Concert 2

9 October 2022

Ensemble Renard

Founded in 2018 by musicians from the Royal Academy of Music and the Guildhall School of Music and Drama, Ensemble Renard are an exciting, young chamber ensemble looking to push the boundaries of wind chamber music. Winners of the Nicholas Blake Woodwind Ensemble Prize 2019 with Thea Musgrave’s seldom heard wind quintet, they have been passionate about championing repertoire that is rarely given the light of day. Ensemble Renard are Britten Pears Young Artists 2022/23 and hold a Tunnell Trust Award after attending their residency on the Isle of Coll. In 2021/22, the group held a Chamber Music Fellowship at the Royal Academy of Music where they explored more diverse repertoire and commissioned new works as well as appearing in major venues and festivals and such as Wigmore Hall, Llanfyllin Music Festival and Festival International de musique de Dinard.

In returning to Scotland for the first time as a group since visiting the Isle of Coll in July 2021, we wanted to share a mixed programme of some wind quintet ‘classics’ as well as some lesser known, contemporary works. We have included three works by the Scottish composers Thea Musgrave, Judith Weir, and James MacMillan, not only to celebrate Scottish music but because these are some of our favourite pieces to play as a group. We enjoy exploring new repertoire and are excited to share this programme with you! 

Amongst the Scottish music, there are works from America, France, Hungary, and England. We start the two halves with the music of France. Oliver Knussen’s Alleluya Nativitas and Maurice Ravel’s Le Tombeau de Couperin are works inspired by the French Medieval and Baroque composers Pérotin and Couperin. Knussen was a contemporary of the three living Scottish composers and had an important connection with our alma mater, Royal Academy of Music. We like to programme these two works together particularly as Knussen was greatly influenced by the music of Ravel. Le Tombeau de Couperin, originally for solo piano and subsequently orchestra, will be played in an arrangement by another composer linked to the Academy, with whom we have had the privilege of working on his own wind quintets, Hans Abrahamsen. Before the interval we perform another work originally for solo piano. Ligeti extracted six movements from his Musica Ricerata and rewrote them for wind quintet to create the Six Bagatelles. This is now one of the most popular works in the repertoire, alongside Samuel Barber’s Summer Music which features in the second half. We close the programme with African-American composer Valerie Coleman’s work, Red Clay and Mississippi Delta. She describes the work as “a virtuosic chamber work that merges classical technique and orchestration with the blues dialect and charm of the south.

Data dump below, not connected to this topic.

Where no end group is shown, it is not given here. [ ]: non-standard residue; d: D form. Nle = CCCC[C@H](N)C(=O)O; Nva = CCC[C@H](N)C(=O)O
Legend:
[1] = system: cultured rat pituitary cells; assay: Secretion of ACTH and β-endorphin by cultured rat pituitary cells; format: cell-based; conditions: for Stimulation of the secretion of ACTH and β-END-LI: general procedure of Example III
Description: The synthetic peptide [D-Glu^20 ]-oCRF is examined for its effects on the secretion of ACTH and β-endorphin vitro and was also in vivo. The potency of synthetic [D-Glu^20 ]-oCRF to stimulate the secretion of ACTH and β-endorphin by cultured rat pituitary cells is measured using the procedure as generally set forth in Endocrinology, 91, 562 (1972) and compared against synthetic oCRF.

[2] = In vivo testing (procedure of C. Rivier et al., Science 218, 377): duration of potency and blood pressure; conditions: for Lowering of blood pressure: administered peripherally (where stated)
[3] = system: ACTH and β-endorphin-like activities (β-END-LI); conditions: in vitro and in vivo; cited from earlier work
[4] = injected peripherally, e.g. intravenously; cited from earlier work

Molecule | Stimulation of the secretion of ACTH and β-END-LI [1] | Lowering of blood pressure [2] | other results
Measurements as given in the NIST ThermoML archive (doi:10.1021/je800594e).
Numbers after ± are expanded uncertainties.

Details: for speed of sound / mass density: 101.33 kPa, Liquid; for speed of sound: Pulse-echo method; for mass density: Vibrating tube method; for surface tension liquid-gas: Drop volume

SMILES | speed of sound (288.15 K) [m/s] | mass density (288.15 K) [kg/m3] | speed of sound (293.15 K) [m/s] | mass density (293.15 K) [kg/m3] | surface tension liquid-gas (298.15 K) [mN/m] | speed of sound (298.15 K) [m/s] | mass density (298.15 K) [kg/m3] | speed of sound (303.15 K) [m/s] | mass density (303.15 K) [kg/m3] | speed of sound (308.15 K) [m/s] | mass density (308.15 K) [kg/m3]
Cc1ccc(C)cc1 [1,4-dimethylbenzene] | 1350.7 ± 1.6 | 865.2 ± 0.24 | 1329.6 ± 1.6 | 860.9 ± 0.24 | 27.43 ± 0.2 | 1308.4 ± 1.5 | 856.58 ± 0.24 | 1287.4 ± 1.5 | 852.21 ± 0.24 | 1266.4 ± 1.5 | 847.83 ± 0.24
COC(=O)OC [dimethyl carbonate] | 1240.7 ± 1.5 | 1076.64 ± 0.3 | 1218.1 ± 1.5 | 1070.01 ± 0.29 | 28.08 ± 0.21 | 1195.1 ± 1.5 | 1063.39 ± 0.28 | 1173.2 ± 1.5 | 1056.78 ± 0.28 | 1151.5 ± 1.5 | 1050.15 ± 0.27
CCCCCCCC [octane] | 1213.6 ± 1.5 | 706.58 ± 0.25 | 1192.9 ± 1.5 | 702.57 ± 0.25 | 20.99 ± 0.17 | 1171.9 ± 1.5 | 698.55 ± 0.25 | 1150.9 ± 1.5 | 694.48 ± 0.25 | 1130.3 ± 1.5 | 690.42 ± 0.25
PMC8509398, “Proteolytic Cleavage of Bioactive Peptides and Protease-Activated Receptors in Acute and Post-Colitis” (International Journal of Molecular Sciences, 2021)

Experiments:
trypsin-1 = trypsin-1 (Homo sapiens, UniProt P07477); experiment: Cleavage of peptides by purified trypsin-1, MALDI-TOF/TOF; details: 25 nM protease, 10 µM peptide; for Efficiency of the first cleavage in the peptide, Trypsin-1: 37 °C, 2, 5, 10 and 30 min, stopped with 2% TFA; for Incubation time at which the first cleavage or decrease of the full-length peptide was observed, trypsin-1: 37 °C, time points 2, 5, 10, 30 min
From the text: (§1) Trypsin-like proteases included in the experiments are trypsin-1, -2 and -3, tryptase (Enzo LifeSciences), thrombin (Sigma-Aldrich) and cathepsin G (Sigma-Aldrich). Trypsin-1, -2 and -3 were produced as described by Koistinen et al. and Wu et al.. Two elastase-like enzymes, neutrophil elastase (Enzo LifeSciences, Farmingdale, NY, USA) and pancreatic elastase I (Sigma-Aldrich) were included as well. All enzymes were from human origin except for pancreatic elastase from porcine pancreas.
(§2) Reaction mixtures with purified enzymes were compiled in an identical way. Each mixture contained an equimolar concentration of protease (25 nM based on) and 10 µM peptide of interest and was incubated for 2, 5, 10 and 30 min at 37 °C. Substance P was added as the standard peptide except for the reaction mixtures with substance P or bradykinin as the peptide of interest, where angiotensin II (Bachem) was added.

Tonight's programme

Oliver Knussen: Alleluya Nativitas
Thea Musgrave: Wind Quintet
Judith Weir: Mountain Airs
György Ligeti: Six Bagatelles
                                                             Interval
Maurice Ravel: Le Tombeau de Couperin (arr. Hans Abrahamsen)
Samuel Barber: Summer Music, Op. 31
James Macmillan: Untold
Valerie Coleman: Red Clay and Mississippi Delta

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This concert is supported by the Tunnell Trust – click the image for a link to their website